With auxiliary AVOIR:
The past participle is invariable EXCEPT when the direct object is placed before the verb. To identify the direct object, ask the question: VERB - whom/what ?
Example: I love my son - I love whom? - my son -> my son is the direct object of verb love.
j'ai écrit (past participle) une lettre (direct object) -> invariable
la lettre (direct object - feminine singular ) que j'ai écritE (past participle) -> agreement to feminine singular direct object.
est-ce Marie (direct object) que j'ai vuE ?
les œufs ? je les (pronoun replacing direct object) ai mangéS.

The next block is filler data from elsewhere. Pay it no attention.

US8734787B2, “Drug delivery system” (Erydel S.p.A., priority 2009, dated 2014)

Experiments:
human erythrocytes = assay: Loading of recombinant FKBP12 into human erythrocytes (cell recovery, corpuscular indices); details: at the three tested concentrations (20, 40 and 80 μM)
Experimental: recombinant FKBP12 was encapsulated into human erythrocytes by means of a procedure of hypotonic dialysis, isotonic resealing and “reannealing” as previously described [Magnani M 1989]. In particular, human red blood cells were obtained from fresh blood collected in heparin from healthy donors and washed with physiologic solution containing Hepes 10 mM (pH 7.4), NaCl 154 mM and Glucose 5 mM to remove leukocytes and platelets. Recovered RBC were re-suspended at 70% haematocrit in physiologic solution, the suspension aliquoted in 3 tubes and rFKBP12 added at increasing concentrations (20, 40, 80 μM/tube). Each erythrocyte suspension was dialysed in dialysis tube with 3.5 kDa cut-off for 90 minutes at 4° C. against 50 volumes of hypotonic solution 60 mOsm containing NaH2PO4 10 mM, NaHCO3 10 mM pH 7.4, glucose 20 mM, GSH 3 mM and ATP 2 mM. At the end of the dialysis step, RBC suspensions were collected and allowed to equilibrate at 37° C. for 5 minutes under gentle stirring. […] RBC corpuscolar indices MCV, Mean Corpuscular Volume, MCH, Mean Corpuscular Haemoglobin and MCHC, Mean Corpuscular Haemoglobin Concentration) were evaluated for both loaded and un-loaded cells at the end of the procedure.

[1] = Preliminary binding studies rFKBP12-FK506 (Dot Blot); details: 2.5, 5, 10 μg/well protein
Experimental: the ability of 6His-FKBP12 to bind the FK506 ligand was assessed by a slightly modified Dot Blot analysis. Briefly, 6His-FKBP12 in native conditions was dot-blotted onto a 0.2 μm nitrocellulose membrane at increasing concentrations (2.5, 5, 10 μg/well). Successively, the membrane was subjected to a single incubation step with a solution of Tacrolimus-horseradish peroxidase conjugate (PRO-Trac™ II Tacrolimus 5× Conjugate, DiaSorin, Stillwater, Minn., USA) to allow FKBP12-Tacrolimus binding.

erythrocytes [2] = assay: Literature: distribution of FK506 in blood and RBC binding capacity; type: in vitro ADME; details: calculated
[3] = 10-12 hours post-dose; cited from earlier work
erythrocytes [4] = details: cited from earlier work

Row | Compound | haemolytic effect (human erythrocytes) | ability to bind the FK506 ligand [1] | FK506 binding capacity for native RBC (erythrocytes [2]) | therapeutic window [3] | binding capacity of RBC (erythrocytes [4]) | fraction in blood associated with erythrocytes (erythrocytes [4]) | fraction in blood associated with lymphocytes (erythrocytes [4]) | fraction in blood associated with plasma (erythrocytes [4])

celles que j'ai mangéES (celles is feminine plural)
If you had said "Are those the ones that I ate?" you would have turned what is strictly only a partial sentence into a full, complete, grammatical sentence in English, which means what the French is implying. (That's what all our teachers used to insist on a generation or two ago!) But Duo is very conversational, so we have to try to write as they speak, I think.
The words "these" and "those" are often used as limiting adjectives (not just any apples, for example, but "these apples"). However, when "those" or "these" are used without a specific noun following them, the noun is implied. For example: Q: "Which ones do you like?" A: "I like those!" I'm not sure if saying "those ones" is technically incorrect, but I doubt you would ever hear it said by a native speaker.